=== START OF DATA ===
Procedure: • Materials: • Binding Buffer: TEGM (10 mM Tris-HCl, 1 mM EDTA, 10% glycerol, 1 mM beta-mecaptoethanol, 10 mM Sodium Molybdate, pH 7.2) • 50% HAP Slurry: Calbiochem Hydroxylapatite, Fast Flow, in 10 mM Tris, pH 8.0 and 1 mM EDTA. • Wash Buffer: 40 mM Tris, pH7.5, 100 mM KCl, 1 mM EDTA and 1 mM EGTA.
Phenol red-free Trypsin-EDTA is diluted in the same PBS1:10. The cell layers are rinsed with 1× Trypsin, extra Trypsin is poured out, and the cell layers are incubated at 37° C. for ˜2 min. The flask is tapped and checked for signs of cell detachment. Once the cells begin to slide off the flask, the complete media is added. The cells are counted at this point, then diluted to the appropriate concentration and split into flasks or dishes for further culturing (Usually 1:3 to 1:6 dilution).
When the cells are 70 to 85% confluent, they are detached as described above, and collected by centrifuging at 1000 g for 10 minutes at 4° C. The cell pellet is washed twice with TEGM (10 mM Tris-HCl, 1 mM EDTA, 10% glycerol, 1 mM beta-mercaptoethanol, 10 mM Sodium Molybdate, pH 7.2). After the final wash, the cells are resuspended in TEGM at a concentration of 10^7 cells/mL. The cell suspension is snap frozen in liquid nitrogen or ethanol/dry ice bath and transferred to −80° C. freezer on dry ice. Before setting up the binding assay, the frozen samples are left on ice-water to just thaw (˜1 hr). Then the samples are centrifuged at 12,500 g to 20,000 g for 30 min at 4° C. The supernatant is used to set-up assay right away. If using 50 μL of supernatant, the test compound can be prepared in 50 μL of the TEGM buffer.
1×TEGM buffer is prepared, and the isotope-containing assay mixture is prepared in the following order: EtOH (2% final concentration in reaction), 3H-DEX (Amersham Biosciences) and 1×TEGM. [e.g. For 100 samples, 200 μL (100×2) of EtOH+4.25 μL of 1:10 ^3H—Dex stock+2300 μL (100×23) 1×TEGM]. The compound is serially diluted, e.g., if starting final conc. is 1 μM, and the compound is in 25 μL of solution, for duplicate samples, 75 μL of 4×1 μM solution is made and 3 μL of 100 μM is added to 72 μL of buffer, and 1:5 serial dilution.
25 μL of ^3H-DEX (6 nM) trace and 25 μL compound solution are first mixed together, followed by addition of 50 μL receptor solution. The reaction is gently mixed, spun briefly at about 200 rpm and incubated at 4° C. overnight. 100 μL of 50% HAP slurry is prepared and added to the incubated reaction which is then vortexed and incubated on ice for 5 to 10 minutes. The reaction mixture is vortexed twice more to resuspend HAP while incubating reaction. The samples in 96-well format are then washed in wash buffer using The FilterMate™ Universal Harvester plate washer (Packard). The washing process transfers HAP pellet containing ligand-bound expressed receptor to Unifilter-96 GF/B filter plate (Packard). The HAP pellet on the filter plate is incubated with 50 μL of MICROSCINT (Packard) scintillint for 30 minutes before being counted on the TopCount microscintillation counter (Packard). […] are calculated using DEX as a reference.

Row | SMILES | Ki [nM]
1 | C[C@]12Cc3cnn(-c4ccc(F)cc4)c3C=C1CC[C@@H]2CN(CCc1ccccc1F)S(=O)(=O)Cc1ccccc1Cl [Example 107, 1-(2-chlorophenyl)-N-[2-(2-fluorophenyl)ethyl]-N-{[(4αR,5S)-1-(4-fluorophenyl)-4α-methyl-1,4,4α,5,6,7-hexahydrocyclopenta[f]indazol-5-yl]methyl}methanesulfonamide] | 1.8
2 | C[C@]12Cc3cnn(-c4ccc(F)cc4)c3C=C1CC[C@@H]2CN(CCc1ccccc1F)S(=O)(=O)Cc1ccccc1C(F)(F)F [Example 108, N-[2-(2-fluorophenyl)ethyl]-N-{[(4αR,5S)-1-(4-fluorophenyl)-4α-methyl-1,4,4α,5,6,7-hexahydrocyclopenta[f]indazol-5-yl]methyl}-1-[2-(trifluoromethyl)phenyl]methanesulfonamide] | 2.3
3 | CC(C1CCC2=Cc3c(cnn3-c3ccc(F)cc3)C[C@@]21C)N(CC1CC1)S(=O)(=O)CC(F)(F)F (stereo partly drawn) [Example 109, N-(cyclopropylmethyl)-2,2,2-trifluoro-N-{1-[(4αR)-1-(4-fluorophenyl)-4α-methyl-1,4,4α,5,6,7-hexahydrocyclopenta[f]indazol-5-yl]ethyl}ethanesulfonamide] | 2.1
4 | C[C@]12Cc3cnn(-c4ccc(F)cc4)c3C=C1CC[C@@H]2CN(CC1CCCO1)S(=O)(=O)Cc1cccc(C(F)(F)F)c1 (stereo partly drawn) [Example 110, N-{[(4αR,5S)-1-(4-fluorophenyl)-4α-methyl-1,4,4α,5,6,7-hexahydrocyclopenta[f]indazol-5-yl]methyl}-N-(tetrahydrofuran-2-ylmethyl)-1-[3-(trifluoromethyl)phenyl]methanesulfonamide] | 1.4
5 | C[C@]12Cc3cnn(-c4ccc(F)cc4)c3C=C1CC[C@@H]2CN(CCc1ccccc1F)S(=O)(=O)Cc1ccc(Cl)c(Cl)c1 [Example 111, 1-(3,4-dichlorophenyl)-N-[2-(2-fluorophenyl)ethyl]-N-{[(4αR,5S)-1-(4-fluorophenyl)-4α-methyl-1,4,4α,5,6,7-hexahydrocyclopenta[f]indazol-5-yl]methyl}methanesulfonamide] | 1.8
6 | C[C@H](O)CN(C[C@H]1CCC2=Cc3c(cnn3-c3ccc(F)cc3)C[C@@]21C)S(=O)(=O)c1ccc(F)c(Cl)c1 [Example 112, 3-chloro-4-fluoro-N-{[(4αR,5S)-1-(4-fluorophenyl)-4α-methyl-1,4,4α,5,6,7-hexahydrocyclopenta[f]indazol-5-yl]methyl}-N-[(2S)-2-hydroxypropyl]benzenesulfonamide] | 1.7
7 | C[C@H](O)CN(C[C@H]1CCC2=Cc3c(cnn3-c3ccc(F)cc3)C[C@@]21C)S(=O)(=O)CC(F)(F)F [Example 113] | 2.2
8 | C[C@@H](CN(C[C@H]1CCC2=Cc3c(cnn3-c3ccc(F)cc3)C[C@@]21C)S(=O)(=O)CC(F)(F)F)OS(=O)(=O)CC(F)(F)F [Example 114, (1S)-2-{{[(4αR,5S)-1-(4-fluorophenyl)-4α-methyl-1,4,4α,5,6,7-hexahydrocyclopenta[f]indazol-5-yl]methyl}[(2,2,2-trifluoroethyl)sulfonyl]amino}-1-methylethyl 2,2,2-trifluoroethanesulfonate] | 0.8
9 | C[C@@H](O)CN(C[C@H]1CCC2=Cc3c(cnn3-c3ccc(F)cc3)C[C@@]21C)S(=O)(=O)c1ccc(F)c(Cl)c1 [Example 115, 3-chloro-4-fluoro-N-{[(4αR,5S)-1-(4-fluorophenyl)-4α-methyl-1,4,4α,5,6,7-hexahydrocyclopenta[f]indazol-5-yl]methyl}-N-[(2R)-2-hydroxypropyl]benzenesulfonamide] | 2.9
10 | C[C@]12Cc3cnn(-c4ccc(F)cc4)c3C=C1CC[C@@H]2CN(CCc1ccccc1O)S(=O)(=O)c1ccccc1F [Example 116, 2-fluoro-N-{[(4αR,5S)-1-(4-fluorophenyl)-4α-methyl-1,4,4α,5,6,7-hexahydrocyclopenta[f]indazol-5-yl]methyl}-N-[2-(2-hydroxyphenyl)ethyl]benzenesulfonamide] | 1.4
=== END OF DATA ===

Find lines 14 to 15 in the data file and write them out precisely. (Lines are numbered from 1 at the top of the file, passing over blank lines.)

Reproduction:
8 | C[C@@H](CN(C[C@H]1CCC2=Cc3c(cnn3-c3ccc(F)cc3)C[C@@]21C)S(=O)(=O)CC(F)(F)F)OS(=O)(=O)CC(F)(F)F [Example 114, (1S)-2-{{[(4αR,5S)-1-(4-fluorophenyl)-4α-methyl-1,4,4α,5,6,7-hexahydrocyclopenta[f]indazol-5-yl]methyl}[(2,2,2-trifluoroethyl)sulfonyl]amino}-1-methylethyl 2,2,2-trifluoroethanesulfonate] | 0.8
9 | C[C@@H](O)CN(C[C@H]1CCC2=Cc3c(cnn3-c3ccc(F)cc3)C[C@@]21C)S(=O)(=O)c1ccc(F)c(Cl)c1 [Example 115, 3-chloro-4-fluoro-N-{[(4αR,5S)-1-(4-fluorophenyl)-4α-methyl-1,4,4α,5,6,7-hexahydrocyclopenta[f]indazol-5-yl]methyl}-N-[(2R)-2-hydroxypropyl]benzenesulfonamide] | 2.9